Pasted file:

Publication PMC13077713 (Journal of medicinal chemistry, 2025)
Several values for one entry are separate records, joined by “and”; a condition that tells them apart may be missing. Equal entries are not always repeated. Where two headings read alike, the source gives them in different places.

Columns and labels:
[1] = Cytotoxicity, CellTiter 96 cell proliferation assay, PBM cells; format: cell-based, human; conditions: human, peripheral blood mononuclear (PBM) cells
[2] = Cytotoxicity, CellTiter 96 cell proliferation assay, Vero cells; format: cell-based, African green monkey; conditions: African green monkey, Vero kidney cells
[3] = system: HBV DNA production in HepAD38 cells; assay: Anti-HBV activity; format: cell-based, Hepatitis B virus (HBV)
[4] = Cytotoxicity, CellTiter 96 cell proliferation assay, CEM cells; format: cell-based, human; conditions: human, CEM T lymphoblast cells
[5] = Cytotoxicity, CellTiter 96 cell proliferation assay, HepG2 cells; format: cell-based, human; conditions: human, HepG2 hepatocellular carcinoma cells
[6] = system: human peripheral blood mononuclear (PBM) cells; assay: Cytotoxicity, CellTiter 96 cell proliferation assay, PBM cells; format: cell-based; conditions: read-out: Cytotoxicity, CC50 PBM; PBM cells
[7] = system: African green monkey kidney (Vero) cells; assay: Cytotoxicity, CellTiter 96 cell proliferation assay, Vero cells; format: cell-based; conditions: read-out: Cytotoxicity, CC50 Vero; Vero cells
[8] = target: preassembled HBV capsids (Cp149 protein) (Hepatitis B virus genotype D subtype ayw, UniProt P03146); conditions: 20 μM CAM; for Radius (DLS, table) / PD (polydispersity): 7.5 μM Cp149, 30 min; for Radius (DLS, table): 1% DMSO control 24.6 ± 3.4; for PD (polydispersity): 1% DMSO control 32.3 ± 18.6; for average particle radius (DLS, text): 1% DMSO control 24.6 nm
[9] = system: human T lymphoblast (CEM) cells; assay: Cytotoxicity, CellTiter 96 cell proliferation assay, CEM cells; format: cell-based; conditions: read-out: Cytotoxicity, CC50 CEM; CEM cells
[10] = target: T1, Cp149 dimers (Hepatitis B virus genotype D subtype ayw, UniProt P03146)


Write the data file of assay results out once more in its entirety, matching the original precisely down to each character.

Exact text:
Publication PMC13077713 (Journal of medicinal chemistry, 2025)
Several values for one entry are separate records, joined by “and”; a condition that tells them apart may be missing. Equal entries are not always repeated. Where two headings read alike, the source gives them in different places.

Columns and labels:
[1] = Cytotoxicity, CellTiter 96 cell proliferation assay, PBM cells; format: cell-based, human; conditions: human, peripheral blood mononuclear (PBM) cells
[2] = Cytotoxicity, CellTiter 96 cell proliferation assay, Vero cells; format: cell-based, African green monkey; conditions: African green monkey, Vero kidney cells
[3] = system: HBV DNA production in HepAD38 cells; assay: Anti-HBV activity; format: cell-based, Hepatitis B virus (HBV)
[4] = Cytotoxicity, CellTiter 96 cell proliferation assay, CEM cells; format: cell-based, human; conditions: human, CEM T lymphoblast cells
[5] = Cytotoxicity, CellTiter 96 cell proliferation assay, HepG2 cells; format: cell-based, human; conditions: human, HepG2 hepatocellular carcinoma cells
[6] = system: human peripheral blood mononuclear (PBM) cells; assay: Cytotoxicity, CellTiter 96 cell proliferation assay, PBM cells; format: cell-based; conditions: read-out: Cytotoxicity, CC50 PBM; PBM cells
[7] = system: African green monkey kidney (Vero) cells; assay: Cytotoxicity, CellTiter 96 cell proliferation assay, Vero cells; format: cell-based; conditions: read-out: Cytotoxicity, CC50 Vero; Vero cells
[8] = target: preassembled HBV capsids (Cp149 protein) (Hepatitis B virus genotype D subtype ayw, UniProt P03146); conditions: 20 μM CAM; for Radius (DLS, table) / PD (polydispersity): 7.5 μM Cp149, 30 min; for Radius (DLS, table): 1% DMSO control 24.6 ± 3.4; for PD (polydispersity): 1% DMSO control 32.3 ± 18.6; for average particle radius (DLS, text): 1% DMSO control 24.6 nm
[9] = system: human T lymphoblast (CEM) cells; assay: Cytotoxicity, CellTiter 96 cell proliferation assay, CEM cells; format: cell-based; conditions: read-out: Cytotoxicity, CC50 CEM; CEM cells
[10] = target: T1, Cp149 dimers (Hepatitis B virus genotype D subtype ayw, UniProt P03146)